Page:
There has been a great deal of debate over whether or not duplicate content penalties exist. The truth is every action you take as a web marketer will have consequences, whether or not search engines manually take action. This is what I want to talk about in today’s blog.


Duplicate content comes in what we can see as three types: first, the exact duplicate, where every bit of content – from the text, to the images and videos, to the tags – is exactly the same. The content pieces are sometimes placed on two different inner pages of the same domain. The second is the partial duplicate, where only some elements of your content are an exact match. Finally, there is duplicate content where you have either an exact or partial duplicate, but they are in two entirely different domains.

Manual Action Against Duplicate Content

Posting duplicate content is a mistake many web marketers and website owners still commit today. Some may do this on purpose to try and trick people into visiting the site, or to monetize others’ content. This is considered unethical, and it may lead to search engines taking manual action against the site’s rankings.

Copy Cat

Google in particular is very stringent about this issue. They penalize sites in their index if they see that you posted duplicate content on purpose. Also, Google’s algorithm will detect which version is the original and rank that higher, filtering out the version posted by the scrapers.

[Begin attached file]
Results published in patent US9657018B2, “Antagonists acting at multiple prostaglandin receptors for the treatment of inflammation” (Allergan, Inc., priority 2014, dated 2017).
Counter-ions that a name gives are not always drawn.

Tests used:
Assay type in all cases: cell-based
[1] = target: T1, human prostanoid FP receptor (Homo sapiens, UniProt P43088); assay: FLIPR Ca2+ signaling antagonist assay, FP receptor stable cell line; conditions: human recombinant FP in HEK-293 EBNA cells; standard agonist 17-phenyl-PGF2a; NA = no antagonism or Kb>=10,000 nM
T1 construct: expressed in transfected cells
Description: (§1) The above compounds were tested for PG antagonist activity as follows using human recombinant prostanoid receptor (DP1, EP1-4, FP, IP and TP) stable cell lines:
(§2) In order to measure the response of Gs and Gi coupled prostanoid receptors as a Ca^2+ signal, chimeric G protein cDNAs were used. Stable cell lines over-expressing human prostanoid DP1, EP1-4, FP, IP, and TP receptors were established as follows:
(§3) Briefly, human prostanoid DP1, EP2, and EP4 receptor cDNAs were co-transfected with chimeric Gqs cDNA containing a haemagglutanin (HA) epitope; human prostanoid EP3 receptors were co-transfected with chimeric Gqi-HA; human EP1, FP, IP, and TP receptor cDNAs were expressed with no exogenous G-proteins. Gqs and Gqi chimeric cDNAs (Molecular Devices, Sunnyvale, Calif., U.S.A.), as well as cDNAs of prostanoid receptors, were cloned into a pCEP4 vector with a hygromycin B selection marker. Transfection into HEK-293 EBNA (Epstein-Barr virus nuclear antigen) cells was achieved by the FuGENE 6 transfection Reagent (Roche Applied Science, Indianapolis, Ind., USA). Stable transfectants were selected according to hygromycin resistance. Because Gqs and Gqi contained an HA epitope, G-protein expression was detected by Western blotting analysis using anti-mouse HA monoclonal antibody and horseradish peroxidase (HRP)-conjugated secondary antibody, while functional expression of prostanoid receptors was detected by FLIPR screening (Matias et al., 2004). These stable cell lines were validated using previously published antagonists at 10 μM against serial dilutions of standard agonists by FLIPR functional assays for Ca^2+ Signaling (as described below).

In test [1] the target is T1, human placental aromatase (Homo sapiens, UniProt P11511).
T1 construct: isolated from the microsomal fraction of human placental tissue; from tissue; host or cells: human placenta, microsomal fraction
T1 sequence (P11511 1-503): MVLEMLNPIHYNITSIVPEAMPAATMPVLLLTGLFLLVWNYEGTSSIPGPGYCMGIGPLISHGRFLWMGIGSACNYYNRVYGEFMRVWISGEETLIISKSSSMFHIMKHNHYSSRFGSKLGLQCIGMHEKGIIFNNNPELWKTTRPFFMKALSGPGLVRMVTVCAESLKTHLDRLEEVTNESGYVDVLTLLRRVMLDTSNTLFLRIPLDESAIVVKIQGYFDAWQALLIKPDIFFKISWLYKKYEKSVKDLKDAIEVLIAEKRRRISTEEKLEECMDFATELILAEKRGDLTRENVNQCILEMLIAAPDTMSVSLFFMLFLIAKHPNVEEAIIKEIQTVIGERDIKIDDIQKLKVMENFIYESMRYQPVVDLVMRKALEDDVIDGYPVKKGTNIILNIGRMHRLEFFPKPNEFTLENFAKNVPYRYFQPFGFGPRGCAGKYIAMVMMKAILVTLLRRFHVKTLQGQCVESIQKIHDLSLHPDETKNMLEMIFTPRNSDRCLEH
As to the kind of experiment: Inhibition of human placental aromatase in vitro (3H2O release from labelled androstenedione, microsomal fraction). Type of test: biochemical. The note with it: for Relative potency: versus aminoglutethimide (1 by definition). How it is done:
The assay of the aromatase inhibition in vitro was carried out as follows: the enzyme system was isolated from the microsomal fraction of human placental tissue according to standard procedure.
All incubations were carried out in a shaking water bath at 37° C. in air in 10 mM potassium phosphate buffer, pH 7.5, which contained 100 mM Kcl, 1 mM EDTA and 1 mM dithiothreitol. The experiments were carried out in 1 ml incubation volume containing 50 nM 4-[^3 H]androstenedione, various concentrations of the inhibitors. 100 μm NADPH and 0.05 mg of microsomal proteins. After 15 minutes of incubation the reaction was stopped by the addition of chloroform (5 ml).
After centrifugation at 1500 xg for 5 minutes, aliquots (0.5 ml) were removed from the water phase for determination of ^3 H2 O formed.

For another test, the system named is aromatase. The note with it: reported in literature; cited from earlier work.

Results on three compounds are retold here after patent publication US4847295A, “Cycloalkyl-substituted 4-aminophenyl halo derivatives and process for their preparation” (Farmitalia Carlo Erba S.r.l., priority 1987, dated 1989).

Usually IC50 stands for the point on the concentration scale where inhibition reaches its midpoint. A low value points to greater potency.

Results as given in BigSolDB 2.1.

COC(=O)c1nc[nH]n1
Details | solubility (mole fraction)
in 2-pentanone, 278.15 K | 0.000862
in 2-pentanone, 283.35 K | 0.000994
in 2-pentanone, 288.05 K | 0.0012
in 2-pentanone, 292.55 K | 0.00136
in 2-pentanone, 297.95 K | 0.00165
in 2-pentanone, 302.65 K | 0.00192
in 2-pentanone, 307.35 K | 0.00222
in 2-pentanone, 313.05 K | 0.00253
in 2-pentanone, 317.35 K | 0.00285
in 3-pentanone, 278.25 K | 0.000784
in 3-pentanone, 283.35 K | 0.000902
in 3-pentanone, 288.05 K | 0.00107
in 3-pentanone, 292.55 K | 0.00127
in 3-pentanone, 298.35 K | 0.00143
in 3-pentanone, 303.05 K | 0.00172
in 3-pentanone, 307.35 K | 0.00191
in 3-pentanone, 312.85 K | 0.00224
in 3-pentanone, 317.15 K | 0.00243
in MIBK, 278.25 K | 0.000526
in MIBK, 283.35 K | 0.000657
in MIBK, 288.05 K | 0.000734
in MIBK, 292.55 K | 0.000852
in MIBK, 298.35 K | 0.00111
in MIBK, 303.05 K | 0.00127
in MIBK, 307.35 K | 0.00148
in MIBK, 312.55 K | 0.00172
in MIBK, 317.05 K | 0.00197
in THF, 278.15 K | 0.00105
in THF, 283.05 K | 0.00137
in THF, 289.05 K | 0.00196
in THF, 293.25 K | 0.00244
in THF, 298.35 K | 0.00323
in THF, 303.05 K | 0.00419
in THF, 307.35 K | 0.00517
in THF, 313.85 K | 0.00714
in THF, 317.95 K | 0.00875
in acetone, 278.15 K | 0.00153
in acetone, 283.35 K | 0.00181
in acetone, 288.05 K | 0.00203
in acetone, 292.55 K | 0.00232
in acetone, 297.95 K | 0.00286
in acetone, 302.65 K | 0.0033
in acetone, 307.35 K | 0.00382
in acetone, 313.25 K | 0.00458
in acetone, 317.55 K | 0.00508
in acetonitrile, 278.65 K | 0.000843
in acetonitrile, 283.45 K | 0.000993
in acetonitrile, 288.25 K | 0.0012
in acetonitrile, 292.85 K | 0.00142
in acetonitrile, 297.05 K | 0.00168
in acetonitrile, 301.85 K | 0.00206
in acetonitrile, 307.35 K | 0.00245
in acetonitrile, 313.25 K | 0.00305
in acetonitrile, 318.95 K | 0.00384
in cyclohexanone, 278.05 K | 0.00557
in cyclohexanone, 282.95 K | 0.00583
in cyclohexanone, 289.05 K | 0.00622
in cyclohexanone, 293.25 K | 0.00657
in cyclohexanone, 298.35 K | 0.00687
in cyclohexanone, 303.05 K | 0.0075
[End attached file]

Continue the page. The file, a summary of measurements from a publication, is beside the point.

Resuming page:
Algorithmic ‘Penalty’

Majority of duplicate content is unintentional, and in such cases, Google may not take action to punish the website. Instead, they constantly update their algorithm to give higher rankings to site’s with the original content on them. The organic placement falls if search engine crawlers detect your version is not the original one.

Avoiding Algorithmic Penalties

There are ways to avoid algorithmic penalties. First, if you have duplicate content within your website, make sure to update the sitemap and indicate your preferred URL for ranking. You could also remove the exact duplicate and do a 301 redirect. If the page has no significant traffic, remove the page altogether and return a 404 error. You may also leave the page back on, but make sure to edit the robots.txt file to block it from search crawlers.

Search engines also provide URL removal tools. These give you control of which duplicate pages to remove from their index. They also have parameter blocking tools where you can indicate what pages to ignore and what to crawl.

Our SEO products all receive a duplicate content audit as soon as the project starts. Contact us to find out if your sites have duplicate content penalties.

Similar Posts